If we both do our studying for a few years, who will know how to play the piano? I’m fairly confident that you will be an infinitely better piano player than me. And I think the same is true for leadership. Leadership is not a science to be learned. Instead, I think it’s much more of a psychomotor skill, much like playing the piano. Of course it needs a little bit of knowledge, but really can only be developed through practical experience.
- The Classroom Phenomenon. Now let’s talk about gaining that knowledge. More often than not, that involves the C Suite going off campus for a weekend with a high-powered keynote speaker who talks about the latest and greatest in leadership. You might get your personality profile completed, deep dive into your stats, and then return to campus. These leadership building trips and workshops usually get everyone pumped on whatever the teachings are. People are excited, they’re optimistic, and then…Well then after a week or two and the buzz of the event has word off, things go back to just how they used to be. Everyone falls back into their old habits. Why? Because this type of classroom learning doesn’t last for the long-term.
This brings up another comparison and this one involves Alcoholics Anonymous, because of their success rates. Let’s suppose we bring a dozen people together who are unfortunately suffering from alcoholism. We bring them together for a lecture and we explain to them how bad drinking is for them. We make the suggestion that the best thing for them and their families is for them to stop drinking. The message would probably resonate with at least half of the people there and they would leave believing what you said was true and they should change. But, how many of them will be drinking again in a few days or weeks after your speech.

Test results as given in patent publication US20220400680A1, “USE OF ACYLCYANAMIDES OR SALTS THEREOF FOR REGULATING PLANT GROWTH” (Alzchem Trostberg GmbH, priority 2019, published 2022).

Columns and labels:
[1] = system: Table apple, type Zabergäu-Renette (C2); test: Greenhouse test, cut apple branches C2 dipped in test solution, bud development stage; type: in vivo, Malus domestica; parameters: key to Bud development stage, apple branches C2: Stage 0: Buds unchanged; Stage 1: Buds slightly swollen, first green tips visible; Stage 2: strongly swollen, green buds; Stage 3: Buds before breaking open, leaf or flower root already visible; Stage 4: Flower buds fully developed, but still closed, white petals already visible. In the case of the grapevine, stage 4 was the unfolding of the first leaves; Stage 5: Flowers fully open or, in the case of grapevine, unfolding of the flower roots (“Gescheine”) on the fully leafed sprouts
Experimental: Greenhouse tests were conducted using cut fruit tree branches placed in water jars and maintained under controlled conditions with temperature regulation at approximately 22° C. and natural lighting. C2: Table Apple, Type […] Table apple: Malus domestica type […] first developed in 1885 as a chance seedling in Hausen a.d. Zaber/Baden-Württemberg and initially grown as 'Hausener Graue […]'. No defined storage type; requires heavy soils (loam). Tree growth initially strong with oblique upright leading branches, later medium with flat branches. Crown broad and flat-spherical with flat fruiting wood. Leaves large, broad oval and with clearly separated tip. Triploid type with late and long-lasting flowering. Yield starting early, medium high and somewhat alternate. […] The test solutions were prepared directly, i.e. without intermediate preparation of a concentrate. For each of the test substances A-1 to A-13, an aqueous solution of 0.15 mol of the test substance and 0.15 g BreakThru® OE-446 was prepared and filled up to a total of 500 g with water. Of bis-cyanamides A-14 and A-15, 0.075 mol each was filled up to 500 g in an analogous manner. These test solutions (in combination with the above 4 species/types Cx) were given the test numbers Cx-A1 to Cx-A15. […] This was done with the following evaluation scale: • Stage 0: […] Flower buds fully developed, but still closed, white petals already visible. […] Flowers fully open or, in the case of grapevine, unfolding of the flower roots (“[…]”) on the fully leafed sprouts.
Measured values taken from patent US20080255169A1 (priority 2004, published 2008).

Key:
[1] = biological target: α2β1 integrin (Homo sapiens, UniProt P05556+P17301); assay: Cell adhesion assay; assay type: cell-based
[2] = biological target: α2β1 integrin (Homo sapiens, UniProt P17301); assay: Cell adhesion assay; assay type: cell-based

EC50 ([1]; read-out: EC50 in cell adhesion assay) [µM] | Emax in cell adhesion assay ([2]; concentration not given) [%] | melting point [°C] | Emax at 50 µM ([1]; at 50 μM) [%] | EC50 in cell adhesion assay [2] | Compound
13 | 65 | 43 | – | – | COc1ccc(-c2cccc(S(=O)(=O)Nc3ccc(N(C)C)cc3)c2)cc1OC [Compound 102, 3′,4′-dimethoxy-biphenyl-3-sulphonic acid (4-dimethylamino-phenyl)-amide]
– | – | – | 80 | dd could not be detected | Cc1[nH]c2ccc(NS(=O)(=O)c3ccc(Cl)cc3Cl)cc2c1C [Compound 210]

So what does Alcoholics Anonymous do that is so different, that makes it effective? AA uses a small group model where people can discuss their issues together. And one of the key features is an accountability partner, someone who you’re paired with who you can call when you’re struggling, someone who checks in with you. That’s real individual accountability and that’s much more effective of a model. It’s important to note that this accountability needs to come from a positive, compassionate place, it can’t be negative or it will just cause people to pull back and retreat inward. To succeed in any type of long-term embedded change, whether it’s breaking an addiction or being a better leader, the same philosophy of continuous benevolent accountability in small groups still applies.
Speakers and experts have their place, but the best lessons are given by those that have real world experience and understands what leaders in healthcare are going through. But part of that involves making this a long-term process (like AA!). If the coach is following up on a regular basis, providing practical experience, and creating some level of accountability, that’s a better recipe for helping leaders become more effective.